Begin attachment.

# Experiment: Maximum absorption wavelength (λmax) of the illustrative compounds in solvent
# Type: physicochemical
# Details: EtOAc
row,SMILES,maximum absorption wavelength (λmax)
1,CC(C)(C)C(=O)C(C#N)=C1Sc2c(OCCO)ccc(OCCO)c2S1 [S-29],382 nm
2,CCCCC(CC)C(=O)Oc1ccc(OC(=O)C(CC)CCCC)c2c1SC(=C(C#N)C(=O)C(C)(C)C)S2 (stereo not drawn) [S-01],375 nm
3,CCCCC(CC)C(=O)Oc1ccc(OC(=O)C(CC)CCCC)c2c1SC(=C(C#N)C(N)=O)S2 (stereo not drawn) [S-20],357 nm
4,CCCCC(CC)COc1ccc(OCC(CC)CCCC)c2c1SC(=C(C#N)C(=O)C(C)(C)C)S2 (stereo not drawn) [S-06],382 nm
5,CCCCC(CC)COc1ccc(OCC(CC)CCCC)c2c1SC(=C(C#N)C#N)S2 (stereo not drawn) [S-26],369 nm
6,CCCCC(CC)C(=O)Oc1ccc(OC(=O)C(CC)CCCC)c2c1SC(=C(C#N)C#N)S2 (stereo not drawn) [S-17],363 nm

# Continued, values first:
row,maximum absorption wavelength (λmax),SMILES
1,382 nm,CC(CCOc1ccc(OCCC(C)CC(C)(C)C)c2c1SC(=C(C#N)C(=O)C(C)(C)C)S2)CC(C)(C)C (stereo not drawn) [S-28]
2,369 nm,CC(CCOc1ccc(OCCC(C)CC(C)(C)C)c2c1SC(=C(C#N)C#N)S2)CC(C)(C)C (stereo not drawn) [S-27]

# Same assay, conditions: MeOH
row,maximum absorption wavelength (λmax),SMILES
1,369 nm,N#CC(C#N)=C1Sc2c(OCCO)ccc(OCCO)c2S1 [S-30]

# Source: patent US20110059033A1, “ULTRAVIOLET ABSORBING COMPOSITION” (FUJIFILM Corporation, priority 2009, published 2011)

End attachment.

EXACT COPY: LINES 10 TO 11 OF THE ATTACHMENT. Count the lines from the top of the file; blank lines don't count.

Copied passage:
6,CCCCC(CC)C(=O)Oc1ccc(OC(=O)C(CC)CCCC)c2c1SC(=C(C#N)C#N)S2 (stereo not drawn) [S-17],363 nm

# Continued, values first: